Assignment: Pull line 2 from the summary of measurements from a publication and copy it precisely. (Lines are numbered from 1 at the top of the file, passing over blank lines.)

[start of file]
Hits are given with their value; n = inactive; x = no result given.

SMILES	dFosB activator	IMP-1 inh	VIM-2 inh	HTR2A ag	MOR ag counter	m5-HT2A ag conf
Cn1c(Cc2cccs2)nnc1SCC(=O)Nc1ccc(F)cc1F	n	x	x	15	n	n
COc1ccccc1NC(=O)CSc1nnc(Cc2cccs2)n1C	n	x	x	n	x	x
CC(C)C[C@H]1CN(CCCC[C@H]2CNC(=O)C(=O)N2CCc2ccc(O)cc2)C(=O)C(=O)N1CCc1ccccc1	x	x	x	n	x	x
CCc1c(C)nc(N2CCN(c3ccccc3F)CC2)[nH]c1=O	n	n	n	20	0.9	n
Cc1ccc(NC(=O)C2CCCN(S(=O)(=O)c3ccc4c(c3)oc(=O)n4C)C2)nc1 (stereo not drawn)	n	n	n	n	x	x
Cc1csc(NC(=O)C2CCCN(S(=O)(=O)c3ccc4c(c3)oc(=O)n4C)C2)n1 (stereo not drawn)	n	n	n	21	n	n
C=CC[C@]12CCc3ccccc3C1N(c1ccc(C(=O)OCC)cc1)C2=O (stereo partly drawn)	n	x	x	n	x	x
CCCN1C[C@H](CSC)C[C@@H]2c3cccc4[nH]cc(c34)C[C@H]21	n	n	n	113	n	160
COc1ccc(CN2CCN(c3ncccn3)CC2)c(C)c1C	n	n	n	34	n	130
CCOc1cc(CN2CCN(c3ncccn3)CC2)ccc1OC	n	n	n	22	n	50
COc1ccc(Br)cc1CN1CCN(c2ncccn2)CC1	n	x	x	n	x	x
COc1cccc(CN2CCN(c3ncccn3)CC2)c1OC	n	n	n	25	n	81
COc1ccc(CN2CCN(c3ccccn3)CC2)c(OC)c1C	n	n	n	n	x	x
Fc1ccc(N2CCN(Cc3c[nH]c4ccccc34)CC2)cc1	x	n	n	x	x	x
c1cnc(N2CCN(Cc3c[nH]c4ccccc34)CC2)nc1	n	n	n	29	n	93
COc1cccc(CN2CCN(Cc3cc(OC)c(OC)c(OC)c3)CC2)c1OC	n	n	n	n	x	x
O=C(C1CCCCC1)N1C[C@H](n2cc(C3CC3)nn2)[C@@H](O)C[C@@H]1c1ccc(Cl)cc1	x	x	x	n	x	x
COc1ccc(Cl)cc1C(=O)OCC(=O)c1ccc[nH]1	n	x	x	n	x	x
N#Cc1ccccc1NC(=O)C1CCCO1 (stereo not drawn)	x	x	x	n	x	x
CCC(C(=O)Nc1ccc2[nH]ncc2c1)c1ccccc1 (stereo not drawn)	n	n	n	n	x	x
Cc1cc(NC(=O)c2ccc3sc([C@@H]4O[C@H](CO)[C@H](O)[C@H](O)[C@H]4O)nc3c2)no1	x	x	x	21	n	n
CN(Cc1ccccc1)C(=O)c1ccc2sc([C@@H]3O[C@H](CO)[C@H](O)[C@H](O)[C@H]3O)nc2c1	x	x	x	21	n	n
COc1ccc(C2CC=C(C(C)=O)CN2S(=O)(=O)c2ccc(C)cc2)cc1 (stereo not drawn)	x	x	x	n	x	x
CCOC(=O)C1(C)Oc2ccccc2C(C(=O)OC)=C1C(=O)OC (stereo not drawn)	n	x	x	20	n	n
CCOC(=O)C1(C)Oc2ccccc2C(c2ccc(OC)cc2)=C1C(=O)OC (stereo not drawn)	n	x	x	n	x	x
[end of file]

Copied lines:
SMILES	dFosB activator	IMP-1 inh	VIM-2 inh	HTR2A ag	MOR ag counter	m5-HT2A ag conf